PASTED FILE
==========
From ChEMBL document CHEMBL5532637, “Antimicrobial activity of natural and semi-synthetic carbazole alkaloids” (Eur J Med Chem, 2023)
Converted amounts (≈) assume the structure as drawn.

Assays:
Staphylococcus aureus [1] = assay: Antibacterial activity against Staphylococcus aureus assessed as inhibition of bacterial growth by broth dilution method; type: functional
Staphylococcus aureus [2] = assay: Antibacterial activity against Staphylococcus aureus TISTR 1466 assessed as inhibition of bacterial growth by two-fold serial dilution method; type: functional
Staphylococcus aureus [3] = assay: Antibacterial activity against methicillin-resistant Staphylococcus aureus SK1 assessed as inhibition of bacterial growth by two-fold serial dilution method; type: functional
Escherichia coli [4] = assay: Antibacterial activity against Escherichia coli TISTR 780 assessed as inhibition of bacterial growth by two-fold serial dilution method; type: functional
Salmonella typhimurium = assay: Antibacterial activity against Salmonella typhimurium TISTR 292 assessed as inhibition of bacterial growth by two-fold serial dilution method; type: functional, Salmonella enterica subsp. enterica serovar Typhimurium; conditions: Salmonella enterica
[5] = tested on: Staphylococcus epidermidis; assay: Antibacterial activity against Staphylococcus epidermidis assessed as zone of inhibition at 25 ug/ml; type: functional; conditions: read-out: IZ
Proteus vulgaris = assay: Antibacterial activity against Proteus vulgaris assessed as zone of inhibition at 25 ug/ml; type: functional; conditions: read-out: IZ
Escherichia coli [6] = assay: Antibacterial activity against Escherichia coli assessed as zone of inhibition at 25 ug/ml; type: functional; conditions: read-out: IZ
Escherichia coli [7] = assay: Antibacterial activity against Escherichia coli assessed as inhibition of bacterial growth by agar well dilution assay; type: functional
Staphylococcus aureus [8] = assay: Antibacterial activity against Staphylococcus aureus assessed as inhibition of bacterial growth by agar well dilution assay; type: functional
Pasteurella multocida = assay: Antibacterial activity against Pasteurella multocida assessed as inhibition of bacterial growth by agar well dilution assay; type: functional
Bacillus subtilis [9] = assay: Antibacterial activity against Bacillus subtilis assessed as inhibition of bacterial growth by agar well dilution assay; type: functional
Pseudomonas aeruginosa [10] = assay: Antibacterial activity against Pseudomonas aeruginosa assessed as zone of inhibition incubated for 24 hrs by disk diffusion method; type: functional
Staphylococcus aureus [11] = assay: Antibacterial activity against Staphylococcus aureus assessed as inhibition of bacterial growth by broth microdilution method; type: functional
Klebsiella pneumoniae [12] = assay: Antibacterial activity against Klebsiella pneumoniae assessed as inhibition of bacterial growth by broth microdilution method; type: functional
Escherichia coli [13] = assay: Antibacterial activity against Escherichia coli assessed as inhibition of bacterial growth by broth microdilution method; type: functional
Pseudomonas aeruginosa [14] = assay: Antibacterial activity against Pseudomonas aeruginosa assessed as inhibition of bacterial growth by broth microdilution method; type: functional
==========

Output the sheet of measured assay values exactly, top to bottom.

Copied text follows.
From ChEMBL document CHEMBL5532637, “Antimicrobial activity of natural and semi-synthetic carbazole alkaloids” (Eur J Med Chem, 2023)
Converted amounts (≈) assume the structure as drawn.

Assays:
Staphylococcus aureus [1] = assay: Antibacterial activity against Staphylococcus aureus assessed as inhibition of bacterial growth by broth dilution method; type: functional
Staphylococcus aureus [2] = assay: Antibacterial activity against Staphylococcus aureus TISTR 1466 assessed as inhibition of bacterial growth by two-fold serial dilution method; type: functional
Staphylococcus aureus [3] = assay: Antibacterial activity against methicillin-resistant Staphylococcus aureus SK1 assessed as inhibition of bacterial growth by two-fold serial dilution method; type: functional
Escherichia coli [4] = assay: Antibacterial activity against Escherichia coli TISTR 780 assessed as inhibition of bacterial growth by two-fold serial dilution method; type: functional
Salmonella typhimurium = assay: Antibacterial activity against Salmonella typhimurium TISTR 292 assessed as inhibition of bacterial growth by two-fold serial dilution method; type: functional, Salmonella enterica subsp. enterica serovar Typhimurium; conditions: Salmonella enterica
[5] = tested on: Staphylococcus epidermidis; assay: Antibacterial activity against Staphylococcus epidermidis assessed as zone of inhibition at 25 ug/ml; type: functional; conditions: read-out: IZ
Proteus vulgaris = assay: Antibacterial activity against Proteus vulgaris assessed as zone of inhibition at 25 ug/ml; type: functional; conditions: read-out: IZ
Escherichia coli [6] = assay: Antibacterial activity against Escherichia coli assessed as zone of inhibition at 25 ug/ml; type: functional; conditions: read-out: IZ
Escherichia coli [7] = assay: Antibacterial activity against Escherichia coli assessed as inhibition of bacterial growth by agar well dilution assay; type: functional
Staphylococcus aureus [8] = assay: Antibacterial activity against Staphylococcus aureus assessed as inhibition of bacterial growth by agar well dilution assay; type: functional
Pasteurella multocida = assay: Antibacterial activity against Pasteurella multocida assessed as inhibition of bacterial growth by agar well dilution assay; type: functional
Bacillus subtilis [9] = assay: Antibacterial activity against Bacillus subtilis assessed as inhibition of bacterial growth by agar well dilution assay; type: functional
Pseudomonas aeruginosa [10] = assay: Antibacterial activity against Pseudomonas aeruginosa assessed as zone of inhibition incubated for 24 hrs by disk diffusion method; type: functional
Staphylococcus aureus [11] = assay: Antibacterial activity against Staphylococcus aureus assessed as inhibition of bacterial growth by broth microdilution method; type: functional
Klebsiella pneumoniae [12] = assay: Antibacterial activity against Klebsiella pneumoniae assessed as inhibition of bacterial growth by broth microdilution method; type: functional
Escherichia coli [13] = assay: Antibacterial activity against Escherichia coli assessed as inhibition of bacterial growth by broth microdilution method; type: functional
Pseudomonas aeruginosa [14] = assay: Antibacterial activity against Pseudomonas aeruginosa assessed as inhibition of bacterial growth by broth microdilution method; type: functional